Queen Latifah used her monarchical powers to marry 33 couples at the Grammys last night. Some of those couples were gay. Macklemore sang his song "Same Love." No straight marriages were harmed by last night's proceedings.

Macklemore's song includes the lyric, "Call each other faggots behind the keys of a message board." He sang that, un-bleeped by network censors. That's cool, in context, that word shouldn't offend any people. Meanwhile, Kendrick Lamar had half of m.A.A.d City bleeped out, probably because of his prolific use of the N-word.

Are there laws regarding this, or are the people at CBS just making things up as they go along?

Contrary to popular belief, the Federal Communications Commission (FCC) does not ban specific words. There aren't seven words you can't say on network television. The FCC bans "obscene" speech, so arguably there are hundreds of words that could be strung together in a prohibited way, depending on the tightness of your wad.

The FCC only acts when they receive public complaint about programming. In 2012, there was a backlog of 1.4 million such complaints, but a recent Supreme Court ruling encouraged the FCC to get its act together and come up with some more clear rules for broadcasters. People complain about all sorts of things. Check this out to see some of the best FCC complaints form the Miley Cyrus MTV performance.

Realistically, there are only two words that will get your network automatically slapped, and I think we all know what they are: dropping F-bombs will get you in a load of waste. For pretty much everything else, if the FCC gets a complaint, its staff will look to the context of the language. And that brings us back to Macklemore. In the context of a special marriage ceremony, in the context of a song about the unequal treatment of gays and lesbians, Macklemore's use of the otherwise offensive word "faggot" shouldn't result in an obscenity fine. In fact, it's unlikely that most people even noticed the non-bleeped use of the word (it's at about the 2:26 mark):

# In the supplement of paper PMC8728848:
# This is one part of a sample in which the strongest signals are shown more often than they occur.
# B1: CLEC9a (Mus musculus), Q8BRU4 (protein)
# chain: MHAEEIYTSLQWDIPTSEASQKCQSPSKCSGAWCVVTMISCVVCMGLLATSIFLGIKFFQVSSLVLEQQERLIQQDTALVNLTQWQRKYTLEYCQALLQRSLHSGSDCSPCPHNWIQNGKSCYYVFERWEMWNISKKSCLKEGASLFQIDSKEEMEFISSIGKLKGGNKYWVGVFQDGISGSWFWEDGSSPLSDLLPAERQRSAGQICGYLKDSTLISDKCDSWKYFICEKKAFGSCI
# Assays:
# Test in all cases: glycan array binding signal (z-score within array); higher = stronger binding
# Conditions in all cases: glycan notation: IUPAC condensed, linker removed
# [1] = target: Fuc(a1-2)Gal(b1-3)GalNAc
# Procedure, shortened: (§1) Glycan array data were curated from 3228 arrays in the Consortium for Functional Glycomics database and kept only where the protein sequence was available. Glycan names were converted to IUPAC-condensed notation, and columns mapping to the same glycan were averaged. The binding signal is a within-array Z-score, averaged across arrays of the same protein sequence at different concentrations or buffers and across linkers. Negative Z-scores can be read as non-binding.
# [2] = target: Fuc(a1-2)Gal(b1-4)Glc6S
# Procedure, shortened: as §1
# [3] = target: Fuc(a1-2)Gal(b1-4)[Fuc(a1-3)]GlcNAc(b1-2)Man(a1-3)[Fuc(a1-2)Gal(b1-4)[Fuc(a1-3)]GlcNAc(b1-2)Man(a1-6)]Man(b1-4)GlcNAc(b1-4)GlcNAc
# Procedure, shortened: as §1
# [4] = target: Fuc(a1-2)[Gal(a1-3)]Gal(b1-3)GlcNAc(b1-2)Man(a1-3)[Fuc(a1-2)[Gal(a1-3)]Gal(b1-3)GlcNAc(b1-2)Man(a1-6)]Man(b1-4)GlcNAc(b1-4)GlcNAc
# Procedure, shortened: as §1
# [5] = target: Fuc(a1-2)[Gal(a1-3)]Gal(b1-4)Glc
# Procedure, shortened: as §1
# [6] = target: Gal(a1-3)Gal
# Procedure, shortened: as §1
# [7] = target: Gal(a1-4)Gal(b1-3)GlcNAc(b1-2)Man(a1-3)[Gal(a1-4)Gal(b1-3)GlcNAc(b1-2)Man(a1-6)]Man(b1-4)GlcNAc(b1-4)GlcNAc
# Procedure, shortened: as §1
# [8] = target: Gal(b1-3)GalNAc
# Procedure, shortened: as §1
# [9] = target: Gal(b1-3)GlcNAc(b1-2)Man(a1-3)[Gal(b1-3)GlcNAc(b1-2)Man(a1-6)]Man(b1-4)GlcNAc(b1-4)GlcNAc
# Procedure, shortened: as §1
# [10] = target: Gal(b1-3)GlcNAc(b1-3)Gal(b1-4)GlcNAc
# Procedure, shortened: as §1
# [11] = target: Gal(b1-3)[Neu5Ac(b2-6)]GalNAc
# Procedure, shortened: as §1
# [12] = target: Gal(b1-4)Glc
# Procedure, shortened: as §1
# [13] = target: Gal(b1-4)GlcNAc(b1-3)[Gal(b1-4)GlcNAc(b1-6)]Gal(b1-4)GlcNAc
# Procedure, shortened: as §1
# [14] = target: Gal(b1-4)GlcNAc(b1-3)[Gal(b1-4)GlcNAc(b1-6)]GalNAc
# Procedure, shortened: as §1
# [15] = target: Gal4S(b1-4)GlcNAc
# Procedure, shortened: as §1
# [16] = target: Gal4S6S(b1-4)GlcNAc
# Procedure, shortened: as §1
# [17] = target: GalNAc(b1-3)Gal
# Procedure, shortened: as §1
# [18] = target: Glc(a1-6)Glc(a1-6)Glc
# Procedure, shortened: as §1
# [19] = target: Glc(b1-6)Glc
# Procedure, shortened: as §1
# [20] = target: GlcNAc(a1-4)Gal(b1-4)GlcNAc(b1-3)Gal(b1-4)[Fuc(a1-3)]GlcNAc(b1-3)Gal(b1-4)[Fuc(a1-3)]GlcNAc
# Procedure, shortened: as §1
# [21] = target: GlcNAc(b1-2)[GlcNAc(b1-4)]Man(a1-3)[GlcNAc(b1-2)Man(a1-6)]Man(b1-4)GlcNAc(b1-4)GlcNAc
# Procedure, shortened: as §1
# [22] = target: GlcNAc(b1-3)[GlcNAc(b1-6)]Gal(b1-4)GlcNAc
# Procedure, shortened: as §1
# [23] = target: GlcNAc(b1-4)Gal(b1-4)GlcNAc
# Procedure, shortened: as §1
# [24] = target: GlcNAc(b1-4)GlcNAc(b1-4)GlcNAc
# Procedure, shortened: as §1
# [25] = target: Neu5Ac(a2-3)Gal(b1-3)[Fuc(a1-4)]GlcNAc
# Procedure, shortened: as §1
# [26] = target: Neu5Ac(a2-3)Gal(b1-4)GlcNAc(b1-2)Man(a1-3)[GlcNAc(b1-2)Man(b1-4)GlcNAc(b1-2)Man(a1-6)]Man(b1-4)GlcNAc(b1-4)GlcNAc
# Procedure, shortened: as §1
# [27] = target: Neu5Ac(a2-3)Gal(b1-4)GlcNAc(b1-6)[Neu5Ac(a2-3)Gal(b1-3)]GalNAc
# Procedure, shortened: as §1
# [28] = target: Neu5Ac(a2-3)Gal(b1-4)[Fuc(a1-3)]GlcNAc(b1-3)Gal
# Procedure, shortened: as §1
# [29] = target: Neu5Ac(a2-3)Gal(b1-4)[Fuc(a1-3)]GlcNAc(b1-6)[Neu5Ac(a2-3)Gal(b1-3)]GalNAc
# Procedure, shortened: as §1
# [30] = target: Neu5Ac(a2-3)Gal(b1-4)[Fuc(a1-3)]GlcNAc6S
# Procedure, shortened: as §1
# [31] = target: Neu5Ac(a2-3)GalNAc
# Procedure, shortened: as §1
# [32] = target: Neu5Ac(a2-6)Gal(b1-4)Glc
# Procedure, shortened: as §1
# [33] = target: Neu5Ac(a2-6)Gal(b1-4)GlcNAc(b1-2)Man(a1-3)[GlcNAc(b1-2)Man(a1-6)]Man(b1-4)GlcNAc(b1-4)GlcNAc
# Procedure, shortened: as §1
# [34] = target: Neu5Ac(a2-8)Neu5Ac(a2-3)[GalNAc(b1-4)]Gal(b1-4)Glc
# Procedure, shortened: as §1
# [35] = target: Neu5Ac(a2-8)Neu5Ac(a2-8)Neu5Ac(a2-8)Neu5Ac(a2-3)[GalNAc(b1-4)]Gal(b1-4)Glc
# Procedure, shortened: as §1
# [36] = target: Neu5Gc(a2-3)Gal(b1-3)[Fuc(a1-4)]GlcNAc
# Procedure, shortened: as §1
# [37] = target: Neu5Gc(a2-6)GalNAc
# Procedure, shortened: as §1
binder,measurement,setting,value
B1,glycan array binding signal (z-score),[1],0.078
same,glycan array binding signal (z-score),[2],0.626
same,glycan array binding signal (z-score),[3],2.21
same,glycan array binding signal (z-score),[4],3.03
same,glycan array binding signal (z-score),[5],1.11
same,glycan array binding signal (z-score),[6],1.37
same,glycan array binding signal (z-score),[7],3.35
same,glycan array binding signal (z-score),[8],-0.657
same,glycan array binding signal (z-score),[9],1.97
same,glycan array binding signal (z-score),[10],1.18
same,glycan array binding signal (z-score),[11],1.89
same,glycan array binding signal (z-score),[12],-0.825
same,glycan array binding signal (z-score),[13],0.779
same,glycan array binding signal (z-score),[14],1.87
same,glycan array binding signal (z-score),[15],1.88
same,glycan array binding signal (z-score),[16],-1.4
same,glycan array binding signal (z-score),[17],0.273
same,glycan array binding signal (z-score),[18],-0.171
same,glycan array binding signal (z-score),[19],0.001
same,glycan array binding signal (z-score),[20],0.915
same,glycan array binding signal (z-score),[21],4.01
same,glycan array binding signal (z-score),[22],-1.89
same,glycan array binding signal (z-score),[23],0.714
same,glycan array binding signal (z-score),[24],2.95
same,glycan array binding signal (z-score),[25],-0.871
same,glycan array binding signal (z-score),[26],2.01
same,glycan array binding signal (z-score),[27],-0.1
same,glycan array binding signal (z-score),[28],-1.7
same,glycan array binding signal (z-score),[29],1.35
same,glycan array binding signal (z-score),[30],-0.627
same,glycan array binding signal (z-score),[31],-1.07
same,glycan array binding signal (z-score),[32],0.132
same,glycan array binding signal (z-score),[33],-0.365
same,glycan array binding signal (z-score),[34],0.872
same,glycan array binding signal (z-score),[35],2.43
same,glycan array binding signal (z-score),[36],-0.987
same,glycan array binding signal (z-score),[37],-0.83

Mazel tov.

But the Grammys are nothing if not hopelessly behind the culture of music. Kendrick Lamar also "sang a song" during the Grammys... and it should make the Grammy people feel bad for not honoring his work this year. Macklemore even apologized to Lamar for "robbing" him. Interestingly, Lamar's rendition of m.A.A.d City was so heavily edited you might have thought your cable was cutting out during the performance:

Now... there are a lot of F-bombs and N-words in m.A.A.d City. It's probably not that surprising that CBS censors worked overtime on that one. But it is interesting that when it comes to the N-word, context be damned. Shouldn't the FCC be just as able to distinguish offensive context around the N-word as it is regarding anti-gay slurs?

Don't get me wrong: lots of people think the N-word should be just as "banned" as any of the traditional dirty words. Lord knows, the last thing anybody wants to see at an awards show is Brad Paisley and LL Cool J working out their racial issues on stage.

But legally, CBS didn't have to bleep Lamar like he was a Hobbit humping the Imagine Dragons. We could live in a world where everybody got the benefits (or consequences) of context.